Day 108

For one year, 365 days, this blog will address the Common Core Standards from the perspective of creating an alternate, ambient learning environment for math. Ambient is defined as “existing or present on all sides, an all-encompassing atmosphere.” And ambient music is defined as: “Quiet and relaxing with melodies that repeat many times.”

Why ambient? A math teaching style that’s whole and all encompassing, with themes that repeat many times through the years, is most likely to be effective and successful. Today’s standard will be listed in blue, followed by its ambient counterpart.

Number and Operations in Base Ten 1.NBT

Use place value understanding and properties of operations to add and subtract.

6. Subtract multiples of 10 in the range 10-90 from multiples of 10 in the range 10-90 (positive or zero differences), using concrete models or drawings and strategies based on place value, properties of operations, and/or the relationship between addition and subtraction; relate the strategy to a written method and explain the reasoning used.

Today’s standard is similar to yesterday’s, and it seems both are meant as preparation for working with the tens place in place value. The “concrete models or drawings” portion has resulted in students having to draw “hash marks and polka dots” to represent numbers and groups of numbers. This is cumbersome at best and deadening at worst. Math begs to be enlivened and made part of life. This is what engages students and enables math success.

Generally speaking, I find the Common Core language to be convoluted and unnecessarily obscure and difficult. The California State Math Standards by comparison, are clear and straightforward. I have retained these and the National Math Standards as references for the Math By Hand curriculum. Here are the California standards that are comparable to the Common Core Operations and Algebraic Thinking and Number and Operations in Base Ten.

**Number Sense
1.0) Students understand and use numbers up to 100.**

1.1) Count, read, and write whole numbers to 100.

1.2) Compare and order whole numbers to 100 by using the symbols for less than, equal to, or greater than (<, =, >).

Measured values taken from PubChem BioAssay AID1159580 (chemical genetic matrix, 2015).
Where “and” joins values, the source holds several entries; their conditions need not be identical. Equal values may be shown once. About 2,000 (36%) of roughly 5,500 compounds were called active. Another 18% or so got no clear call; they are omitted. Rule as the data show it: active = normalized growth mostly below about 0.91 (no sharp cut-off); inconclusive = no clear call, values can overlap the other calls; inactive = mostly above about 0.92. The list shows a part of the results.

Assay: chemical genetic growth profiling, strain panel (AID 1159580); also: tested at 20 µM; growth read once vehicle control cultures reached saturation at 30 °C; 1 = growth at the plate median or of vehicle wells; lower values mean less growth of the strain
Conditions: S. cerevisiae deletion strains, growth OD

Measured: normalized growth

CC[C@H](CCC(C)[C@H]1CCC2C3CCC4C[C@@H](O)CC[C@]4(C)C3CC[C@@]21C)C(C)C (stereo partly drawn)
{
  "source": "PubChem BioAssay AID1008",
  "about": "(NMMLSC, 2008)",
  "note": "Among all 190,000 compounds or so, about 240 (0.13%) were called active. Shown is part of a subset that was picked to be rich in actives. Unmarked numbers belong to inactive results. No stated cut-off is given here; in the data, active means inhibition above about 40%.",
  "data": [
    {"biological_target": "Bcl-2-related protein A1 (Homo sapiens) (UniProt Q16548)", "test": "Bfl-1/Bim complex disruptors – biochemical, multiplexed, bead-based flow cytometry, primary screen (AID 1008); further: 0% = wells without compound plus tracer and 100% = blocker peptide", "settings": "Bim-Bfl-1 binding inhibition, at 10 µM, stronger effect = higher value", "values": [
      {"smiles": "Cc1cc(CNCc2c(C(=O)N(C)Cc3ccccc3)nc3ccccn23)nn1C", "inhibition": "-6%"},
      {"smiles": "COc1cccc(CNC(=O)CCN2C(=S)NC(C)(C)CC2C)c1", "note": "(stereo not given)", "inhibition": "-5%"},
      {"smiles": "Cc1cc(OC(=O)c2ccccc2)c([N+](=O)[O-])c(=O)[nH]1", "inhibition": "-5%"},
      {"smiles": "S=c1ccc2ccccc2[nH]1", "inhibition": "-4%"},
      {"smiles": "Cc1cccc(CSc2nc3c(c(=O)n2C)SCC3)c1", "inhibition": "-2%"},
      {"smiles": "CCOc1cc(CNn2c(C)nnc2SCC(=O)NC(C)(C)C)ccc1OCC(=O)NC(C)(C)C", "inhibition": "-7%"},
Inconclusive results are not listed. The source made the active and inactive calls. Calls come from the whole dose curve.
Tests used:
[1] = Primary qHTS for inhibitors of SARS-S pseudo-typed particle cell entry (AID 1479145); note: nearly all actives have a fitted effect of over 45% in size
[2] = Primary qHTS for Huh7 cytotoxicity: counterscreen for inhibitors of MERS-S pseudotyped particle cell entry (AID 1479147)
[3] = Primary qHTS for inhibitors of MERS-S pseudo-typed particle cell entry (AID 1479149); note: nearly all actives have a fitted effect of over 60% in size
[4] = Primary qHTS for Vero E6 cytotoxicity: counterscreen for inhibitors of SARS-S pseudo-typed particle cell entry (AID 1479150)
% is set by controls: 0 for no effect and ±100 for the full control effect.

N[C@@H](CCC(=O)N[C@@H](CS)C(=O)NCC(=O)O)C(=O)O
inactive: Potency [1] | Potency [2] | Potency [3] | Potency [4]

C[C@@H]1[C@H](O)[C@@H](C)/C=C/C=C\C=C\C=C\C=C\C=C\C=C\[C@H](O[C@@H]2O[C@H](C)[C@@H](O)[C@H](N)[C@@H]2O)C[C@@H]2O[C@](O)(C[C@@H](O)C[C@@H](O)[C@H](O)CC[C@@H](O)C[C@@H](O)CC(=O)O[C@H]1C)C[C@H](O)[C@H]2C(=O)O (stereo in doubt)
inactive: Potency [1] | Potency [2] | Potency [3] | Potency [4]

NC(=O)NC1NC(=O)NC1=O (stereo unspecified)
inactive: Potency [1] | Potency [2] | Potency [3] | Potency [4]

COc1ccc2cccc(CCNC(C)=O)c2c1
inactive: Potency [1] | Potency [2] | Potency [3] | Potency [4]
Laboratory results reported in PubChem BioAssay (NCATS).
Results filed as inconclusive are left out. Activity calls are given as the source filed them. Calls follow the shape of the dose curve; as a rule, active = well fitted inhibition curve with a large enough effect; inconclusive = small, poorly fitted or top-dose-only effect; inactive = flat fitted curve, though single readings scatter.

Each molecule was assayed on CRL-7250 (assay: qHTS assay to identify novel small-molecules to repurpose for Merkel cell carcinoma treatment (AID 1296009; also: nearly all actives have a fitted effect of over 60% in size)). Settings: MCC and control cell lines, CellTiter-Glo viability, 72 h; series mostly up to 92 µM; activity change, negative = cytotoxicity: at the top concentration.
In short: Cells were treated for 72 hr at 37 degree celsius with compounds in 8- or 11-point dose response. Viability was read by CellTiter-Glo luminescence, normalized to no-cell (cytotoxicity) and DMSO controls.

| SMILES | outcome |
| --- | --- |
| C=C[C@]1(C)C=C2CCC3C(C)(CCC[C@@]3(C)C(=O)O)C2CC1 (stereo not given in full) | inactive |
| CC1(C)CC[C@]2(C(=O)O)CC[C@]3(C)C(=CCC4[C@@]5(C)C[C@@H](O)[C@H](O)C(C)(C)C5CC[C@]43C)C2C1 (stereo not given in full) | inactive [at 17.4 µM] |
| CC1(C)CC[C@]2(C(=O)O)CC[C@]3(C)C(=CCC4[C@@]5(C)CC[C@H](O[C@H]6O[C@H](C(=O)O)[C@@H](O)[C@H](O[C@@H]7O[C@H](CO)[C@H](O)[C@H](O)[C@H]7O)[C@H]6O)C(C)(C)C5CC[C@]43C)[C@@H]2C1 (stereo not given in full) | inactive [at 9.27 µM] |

1.3) Represent equivalent forms of the same number through the use of physical models, diagrams, and number expressions (to 20) (e.g., 8 may be represented as 4+4, 5+3, 2+2+2+2, 10-2, 11-3).

1.4) Count and group objects in ones and tens (e.g., 3 groups of 10 and 4 = 34, or 30+4).

1.5) Identify and know the value of coins and show different combinations of coins that equal the same value.

**2.0) Students demonstrate the meaning of addition and subtraction and use these operations to solve problems.**

2.1) Know the addition facts (sums to 20) and the corresponding subtraction facts and commit them to memory.

2.2) Use the inverse relationship between addition/subtraction to solve problems.

2.3) Identify 1 more than, 1 less than, 10 more than, 10 less than a given number.

2.4) Count by 2s, 5s, and 10s to 100.

2.5) Show the meaning of addition (putting together, increasing) and subtraction (taking away, comparing, finding the difference).

2.6) Solve addition and subtraction problems with one- and two-digit numbers.

2.7) Find the sum of 3 one-digit numbers.

**3.0) Students use estimation strategies in computation and problem solving that involve numbers that use the ones, tens, and hundreds places.**

3.1) Make reasonable estimates when comparing larger or smaller numbers.

**Algebra and Functions
1.0) Students use number sentences with operational symbols and expressions to solve problems.**

1.1) Write and solve number sentences from problem situations that express relationships involving addition and subtraction.

1.2) Understand the meaning of the symbols +,-,=.

1.3) Create problem situations that might lead to given number sentences involving addition and subtraction.

Aren’t these standards clearer and more straightforward? “If it ain’t broke, don’t fix it.” comes to mind here. There does seem to be a grass roots movement afoot to repeal/replace the Common Core with more workable standards. And this may very well happen in more states than not, in light of the fact that the Common Core may have been hastily conceived then rolled out without proper vetting and viability. The fact remains that math is a much-beleagered subject and sorely in need of a lively and sensible teaching approach. Waldorf and Math By Hand methods may be just the ticket!

As always, it’s the movement, story, and art that win the day with math! Knowledge ensues in an environment dedicated to imaginative, creative knowing, where student and teacher alike surrender to the ensuing of that knowledge as a worthy goal.